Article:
Food poisoning: Can it affect your baby-to-be?

A few weeks ago, in my fifteenth week of pregnancy, I became ill with vomiting and diarrhea. I am now afraid that I was exposed to E-coli or Salmonella. Could this affect my pregnancy?


Peg Plumbo CNM

Peg Plumbo has been a certified nurse-midwife (CNM) since 1976. She has assisted at over 1,000 births and currently teaches in the... Read more

"Food poisoning" is a very generic word and unless we know the precise nature of the illness and the causative agent, it would be difficult to say if it would present a hazard to a pregnancy.

Some foodborne infections, such as those which might be encountered in restaurants or at home, result in mild gastrointestinal discomfort with no consequences for the mother or baby. Some, however, pose a significant threat depending upon the type of infection, the seriousness of the infection and the health of the mother.

In general, many of us are exposed to foodborne pathogens every day. Unless we are very young or old -- or our immunity is compromised -- we usually do fine. We may or may not experience the typical symptoms such as nausea, vomiting or diarrhea.

Some argue that pregnancy represents a compromise in immunity. Actually in some cases, immunity is heightened. But the pregnancy does involve another, usually more vulnerable, patient -- the fetus. Depending upon his or her reserves, antibody status, gestational age and preexisting uterine environment, the baby may be adequately or inadequately prepared to weather the insult. In general, if the mother weathers the illness with no ill effects, her fetus is in better position to do the same.

Two key elements are favorable in your case. It was fairly early in your pregnancy, but not during a period of rapid cell development and you have apparently suffered no ill effects. Since you did not have a significant illness yourself requiring hospitalization, and you did not miscarry, the insult was probably minor. You did not acquire an infection in the amniotic fluid and did not give birth through a birth canal that might have active infection with a pathogen. These factors are all in your favor.

The anaerobic bacterium Clostridium botulinum produces the most potent food-related toxin known to humans. Although the effects of botulinum toxin are well documented, little is known about the effects of the toxin on the developing fetus. I found reports of two cases of botulism during pregnancy, both occurring in the third trimester. In the first report, the pregnancy was complicated by partial placental separation and precipitous delivery at 34-weeks-gestation; the infant had no evidence of botulism. In the second report, the infant of a long-term heroin user was delivered by cesarean section at 34-weeks-gestation and required several weeks of intensive care.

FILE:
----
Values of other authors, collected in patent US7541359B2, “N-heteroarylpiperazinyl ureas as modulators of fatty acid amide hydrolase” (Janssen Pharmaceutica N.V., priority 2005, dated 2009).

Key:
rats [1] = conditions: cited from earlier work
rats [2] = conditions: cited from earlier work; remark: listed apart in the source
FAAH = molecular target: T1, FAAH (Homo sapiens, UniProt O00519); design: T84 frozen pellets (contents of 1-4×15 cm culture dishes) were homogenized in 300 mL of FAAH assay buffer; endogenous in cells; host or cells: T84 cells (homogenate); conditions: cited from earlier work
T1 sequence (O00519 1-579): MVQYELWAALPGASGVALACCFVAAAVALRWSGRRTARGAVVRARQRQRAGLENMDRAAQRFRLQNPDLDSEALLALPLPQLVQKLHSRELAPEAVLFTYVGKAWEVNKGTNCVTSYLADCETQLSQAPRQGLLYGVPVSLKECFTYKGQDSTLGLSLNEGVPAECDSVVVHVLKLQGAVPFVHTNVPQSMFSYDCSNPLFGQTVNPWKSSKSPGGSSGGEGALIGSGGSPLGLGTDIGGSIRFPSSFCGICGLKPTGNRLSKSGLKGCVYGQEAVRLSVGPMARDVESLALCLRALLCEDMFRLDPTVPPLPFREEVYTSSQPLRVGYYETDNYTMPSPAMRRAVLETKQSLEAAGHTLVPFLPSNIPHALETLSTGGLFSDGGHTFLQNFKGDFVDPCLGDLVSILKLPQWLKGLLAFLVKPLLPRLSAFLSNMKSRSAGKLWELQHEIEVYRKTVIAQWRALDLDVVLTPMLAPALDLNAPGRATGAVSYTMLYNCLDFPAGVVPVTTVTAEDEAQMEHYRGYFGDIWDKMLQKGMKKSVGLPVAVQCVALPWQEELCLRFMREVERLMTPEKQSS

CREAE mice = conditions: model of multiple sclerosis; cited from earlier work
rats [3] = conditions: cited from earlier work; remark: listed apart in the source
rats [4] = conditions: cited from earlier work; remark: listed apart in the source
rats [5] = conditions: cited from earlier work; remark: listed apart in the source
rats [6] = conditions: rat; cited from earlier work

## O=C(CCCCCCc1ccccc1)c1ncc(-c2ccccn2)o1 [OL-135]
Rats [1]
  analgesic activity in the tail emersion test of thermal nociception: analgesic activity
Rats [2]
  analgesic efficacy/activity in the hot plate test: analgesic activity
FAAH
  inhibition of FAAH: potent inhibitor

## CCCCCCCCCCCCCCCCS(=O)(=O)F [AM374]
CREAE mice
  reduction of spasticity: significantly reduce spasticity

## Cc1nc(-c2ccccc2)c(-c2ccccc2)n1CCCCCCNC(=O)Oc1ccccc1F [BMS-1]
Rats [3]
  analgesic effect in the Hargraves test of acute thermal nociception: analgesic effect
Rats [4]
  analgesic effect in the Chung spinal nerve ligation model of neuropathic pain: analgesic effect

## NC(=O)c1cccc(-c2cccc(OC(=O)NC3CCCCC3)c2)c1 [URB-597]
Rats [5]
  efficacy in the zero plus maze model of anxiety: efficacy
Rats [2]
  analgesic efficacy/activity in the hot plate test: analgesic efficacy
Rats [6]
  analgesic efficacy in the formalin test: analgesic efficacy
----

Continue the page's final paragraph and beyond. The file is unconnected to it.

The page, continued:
Botulinum toxin is a large molecule and is unlikely to diffuse passively across the placental membrane; however, it is not known whether an active transport mechanism exists or whether the neuromuscular effects of the toxin on pregnant women could affect fetal well-being. In one case report of botulism during the second trimester of pregnancy, there was no evidence of either transport of toxin across the placental barrier or ill effects of maternal neuromuscular compromise on the fetus.

Clostridium perfringens is another type of foodborne infection and, depending upon when it occurs, can lead to miscarriage and systemic infection and massive vascular collapse.

In the March 1997 issue of the Journal of Infectious Diseases, they evaluated the relationship of vaginal E. coli colonization to birth weight and other perinatal complications. Vaginal E. coli colonization was more strongly associated with delivery at less than 34-weeks and with very low birth weight. Heavy growth of E. coli had a higher risk of very low birth weight than light growth. Researchers concluded that it may be important to screen and treat pregnant women for genital tract colonization with E. coli during prenatal care. You could ask your care provider to perform a vaginal culture for E.coli. E. coli is also the primary cause of kidney infections in non-pregnant patients accounting for about 70 to 90 percent of infections.

I would think this event would present no ill effects on the baby but of course your own care provider could provide the best screening and counsel. Your local public health department might also be a good resource for you.

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